How to Prevent Your Website From Being Hacked & Other Malware Issues 🛡

The Hosting Provider is rarely the weak point. The weak point is that you did not keep up with Wordpress security updates or you bought a theme or plugin that was no longer maintained. :white_check_mark:

  • Secure each computer that has admin access to your website - anti-virus, anti-malware, etc.

  • Install the free Bulletproof Security plugin. Your main defense is your .htaccess file and many of the other “security” plugins do NOT adjust this file accordingly.

  • Use SFTP never FTP

  • Use LastPass or a similar utility to generate and save a unique complex password for EACH website you access with a username and password. Then run the LastPass Security Check to identify which sites are using the same password and then CHANGE them.

  • If you have multiple domains make sure EACH DOMAIN is installed in its own cPanel (you can do this with subdomains too). Then make sure the cPanel password is unique for EACH DOMAIN. Otherwise, if your cPanel password is hacked, the hacker will have access to ALL your domains (especially if you have used free Addon domains).

  • Make sure you always have a recent full backup, know where it is and how to do a restore BEFORE you need to.

  • Take advantage of all security features offered by your DNS registrar to SECURE YOUR DOMAIN NAME.

  • Use two factor authentication whenever possible.

WordPress Guide

Step 1.

Update Wordpress whenever a new update is released. It’s your site, take care of it. Updating is done via the Dashboard and is easy to do.

Step 2.

Update all plugins and themes as well. I advise logging into your dashboard once a day for less than 1 minute and you can stop most hacks except for the rare zero day exploit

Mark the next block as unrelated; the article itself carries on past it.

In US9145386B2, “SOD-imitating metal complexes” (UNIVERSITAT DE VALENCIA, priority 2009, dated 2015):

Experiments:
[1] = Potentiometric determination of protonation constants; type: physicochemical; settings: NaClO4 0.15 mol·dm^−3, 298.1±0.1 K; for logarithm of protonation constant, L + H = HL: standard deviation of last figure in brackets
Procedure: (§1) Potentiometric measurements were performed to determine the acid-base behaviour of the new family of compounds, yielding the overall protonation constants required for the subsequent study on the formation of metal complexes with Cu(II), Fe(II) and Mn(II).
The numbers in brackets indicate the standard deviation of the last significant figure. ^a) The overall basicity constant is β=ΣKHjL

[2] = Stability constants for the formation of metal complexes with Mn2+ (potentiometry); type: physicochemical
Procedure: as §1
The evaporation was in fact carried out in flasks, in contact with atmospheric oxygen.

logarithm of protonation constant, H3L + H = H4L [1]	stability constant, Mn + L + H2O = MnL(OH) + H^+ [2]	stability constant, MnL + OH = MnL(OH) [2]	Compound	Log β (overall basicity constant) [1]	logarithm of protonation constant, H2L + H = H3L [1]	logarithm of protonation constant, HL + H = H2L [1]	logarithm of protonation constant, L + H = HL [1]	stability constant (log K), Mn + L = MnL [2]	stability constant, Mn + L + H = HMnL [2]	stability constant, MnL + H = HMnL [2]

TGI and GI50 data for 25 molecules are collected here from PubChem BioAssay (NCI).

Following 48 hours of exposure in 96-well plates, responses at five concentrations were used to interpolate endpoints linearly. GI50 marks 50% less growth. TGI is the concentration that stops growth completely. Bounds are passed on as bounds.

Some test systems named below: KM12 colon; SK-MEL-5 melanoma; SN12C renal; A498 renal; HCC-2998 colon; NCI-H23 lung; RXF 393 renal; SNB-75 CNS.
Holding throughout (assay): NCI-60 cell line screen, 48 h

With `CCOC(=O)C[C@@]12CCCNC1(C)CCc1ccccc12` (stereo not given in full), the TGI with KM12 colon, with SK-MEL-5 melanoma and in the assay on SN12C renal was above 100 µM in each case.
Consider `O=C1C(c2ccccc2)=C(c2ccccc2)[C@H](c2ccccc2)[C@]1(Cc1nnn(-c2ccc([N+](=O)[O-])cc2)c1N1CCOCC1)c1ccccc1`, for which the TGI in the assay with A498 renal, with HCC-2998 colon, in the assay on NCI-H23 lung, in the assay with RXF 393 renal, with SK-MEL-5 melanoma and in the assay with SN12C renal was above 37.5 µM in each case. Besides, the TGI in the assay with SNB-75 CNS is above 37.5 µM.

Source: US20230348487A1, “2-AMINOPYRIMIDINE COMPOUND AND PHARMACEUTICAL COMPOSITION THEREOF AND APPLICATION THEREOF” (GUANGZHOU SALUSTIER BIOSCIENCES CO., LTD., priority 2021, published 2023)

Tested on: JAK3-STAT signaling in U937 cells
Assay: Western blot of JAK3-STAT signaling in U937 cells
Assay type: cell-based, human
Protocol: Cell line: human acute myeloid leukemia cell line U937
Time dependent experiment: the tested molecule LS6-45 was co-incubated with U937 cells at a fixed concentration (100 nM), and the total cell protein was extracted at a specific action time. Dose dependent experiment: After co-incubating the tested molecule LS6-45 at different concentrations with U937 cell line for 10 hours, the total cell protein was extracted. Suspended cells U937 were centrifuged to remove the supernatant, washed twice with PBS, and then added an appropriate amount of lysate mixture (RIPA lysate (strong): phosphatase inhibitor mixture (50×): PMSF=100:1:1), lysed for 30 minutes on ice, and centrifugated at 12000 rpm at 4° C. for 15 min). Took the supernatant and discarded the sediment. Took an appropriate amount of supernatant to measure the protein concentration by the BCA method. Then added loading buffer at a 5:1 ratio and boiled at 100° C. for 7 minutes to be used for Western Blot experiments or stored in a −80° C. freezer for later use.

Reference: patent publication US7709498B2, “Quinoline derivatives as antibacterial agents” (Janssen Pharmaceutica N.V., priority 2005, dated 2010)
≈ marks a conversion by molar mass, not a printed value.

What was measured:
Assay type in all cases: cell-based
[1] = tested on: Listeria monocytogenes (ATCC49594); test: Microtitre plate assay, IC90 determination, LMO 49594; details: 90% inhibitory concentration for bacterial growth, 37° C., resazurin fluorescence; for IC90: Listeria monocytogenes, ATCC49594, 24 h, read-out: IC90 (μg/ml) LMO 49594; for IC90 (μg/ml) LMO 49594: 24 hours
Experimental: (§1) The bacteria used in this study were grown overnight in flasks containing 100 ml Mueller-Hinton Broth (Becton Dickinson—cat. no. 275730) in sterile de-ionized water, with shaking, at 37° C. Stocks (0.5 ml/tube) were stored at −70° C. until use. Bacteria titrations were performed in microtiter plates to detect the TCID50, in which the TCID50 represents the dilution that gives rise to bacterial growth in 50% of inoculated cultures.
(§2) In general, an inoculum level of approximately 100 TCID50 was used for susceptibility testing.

Step 3.

Get an easy to remember and secure password. I told people to assemble 3 random objects on or near their desk line them up and snap a photo of them. In my case now my random objects would be cup, hammer and remote. I would move them into an easier to remember order so it would be remotecuphammer. then to make it a bit harder I would put sequential numbers in the middle of each word and then follow that with a 4 non sequential numbers I find interesting and will remember (that is not a birthday of you or your child or anyone else you know) so remote0cup1hammer1215. I know have a photo of a hammer tv remote and a cup as well as sequential numbers and a non sequential date that I find easy to remember. Do something like this but do not chose remote0cup1hammer1215 as your actual password.

Step 4.

If you have command line access to your site do a Maldet security scan. You can ask tech support at your webhost for assistance. We did this part for free but now some hosts charge for any kind of clean up at all.

Step 5.

If evidence of hack still exists like a message appears or a automatic redirect happens then grep or “search” for the keywords in your webhostng directory so if it says “[email protected] by Mr. [email protected]” then do a search for that term and edit it out whenever it appears. If there is a redirect to like pilland p-orn dot com then check your htaccess for redirects and if it still appears then do a search of all your files. I have seen hackers destroy a whole database and fill it only with redirects to other websites. if that is the case then you will have to ask your web host to restore your database to a pre-hacked version.